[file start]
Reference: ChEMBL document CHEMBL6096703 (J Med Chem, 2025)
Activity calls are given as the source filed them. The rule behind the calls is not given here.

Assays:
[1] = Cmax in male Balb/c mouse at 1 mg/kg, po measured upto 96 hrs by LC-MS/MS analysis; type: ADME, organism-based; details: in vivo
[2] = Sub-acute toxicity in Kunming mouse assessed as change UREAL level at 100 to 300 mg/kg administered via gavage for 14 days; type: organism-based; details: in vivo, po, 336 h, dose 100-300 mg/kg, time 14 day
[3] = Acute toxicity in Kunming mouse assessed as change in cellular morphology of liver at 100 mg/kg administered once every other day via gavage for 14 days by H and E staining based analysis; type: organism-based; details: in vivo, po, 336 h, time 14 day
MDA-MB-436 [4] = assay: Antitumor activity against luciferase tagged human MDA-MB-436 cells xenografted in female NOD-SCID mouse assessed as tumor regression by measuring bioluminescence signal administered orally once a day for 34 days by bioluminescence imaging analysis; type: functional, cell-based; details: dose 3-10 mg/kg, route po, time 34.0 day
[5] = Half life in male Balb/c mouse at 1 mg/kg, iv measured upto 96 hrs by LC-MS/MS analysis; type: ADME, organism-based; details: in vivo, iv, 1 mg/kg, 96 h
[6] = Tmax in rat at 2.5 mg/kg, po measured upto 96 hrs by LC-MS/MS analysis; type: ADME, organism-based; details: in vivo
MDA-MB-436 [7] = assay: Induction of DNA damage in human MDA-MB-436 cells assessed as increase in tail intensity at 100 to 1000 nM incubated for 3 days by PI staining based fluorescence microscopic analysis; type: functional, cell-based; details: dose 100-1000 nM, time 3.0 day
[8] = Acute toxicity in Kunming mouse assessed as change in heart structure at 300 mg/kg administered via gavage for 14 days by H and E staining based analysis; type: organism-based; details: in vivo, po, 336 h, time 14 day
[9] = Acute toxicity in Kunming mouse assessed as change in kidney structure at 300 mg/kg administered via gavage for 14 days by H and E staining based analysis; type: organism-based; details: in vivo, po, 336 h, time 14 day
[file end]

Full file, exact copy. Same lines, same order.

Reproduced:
Reference: ChEMBL document CHEMBL6096703 (J Med Chem, 2025)
Activity calls are given as the source filed them. The rule behind the calls is not given here.

Assays:
[1] = Cmax in male Balb/c mouse at 1 mg/kg, po measured upto 96 hrs by LC-MS/MS analysis; type: ADME, organism-based; details: in vivo
[2] = Sub-acute toxicity in Kunming mouse assessed as change UREAL level at 100 to 300 mg/kg administered via gavage for 14 days; type: organism-based; details: in vivo, po, 336 h, dose 100-300 mg/kg, time 14 day
[3] = Acute toxicity in Kunming mouse assessed as change in cellular morphology of liver at 100 mg/kg administered once every other day via gavage for 14 days by H and E staining based analysis; type: organism-based; details: in vivo, po, 336 h, time 14 day
MDA-MB-436 [4] = assay: Antitumor activity against luciferase tagged human MDA-MB-436 cells xenografted in female NOD-SCID mouse assessed as tumor regression by measuring bioluminescence signal administered orally once a day for 34 days by bioluminescence imaging analysis; type: functional, cell-based; details: dose 3-10 mg/kg, route po, time 34.0 day
[5] = Half life in male Balb/c mouse at 1 mg/kg, iv measured upto 96 hrs by LC-MS/MS analysis; type: ADME, organism-based; details: in vivo, iv, 1 mg/kg, 96 h
[6] = Tmax in rat at 2.5 mg/kg, po measured upto 96 hrs by LC-MS/MS analysis; type: ADME, organism-based; details: in vivo
MDA-MB-436 [7] = assay: Induction of DNA damage in human MDA-MB-436 cells assessed as increase in tail intensity at 100 to 1000 nM incubated for 3 days by PI staining based fluorescence microscopic analysis; type: functional, cell-based; details: dose 100-1000 nM, time 3.0 day
[8] = Acute toxicity in Kunming mouse assessed as change in heart structure at 300 mg/kg administered via gavage for 14 days by H and E staining based analysis; type: organism-based; details: in vivo, po, 336 h, time 14 day
[9] = Acute toxicity in Kunming mouse assessed as change in kidney structure at 300 mg/kg administered via gavage for 14 days by H and E staining based analysis; type: organism-based; details: in vivo, po, 336 h, time 14 day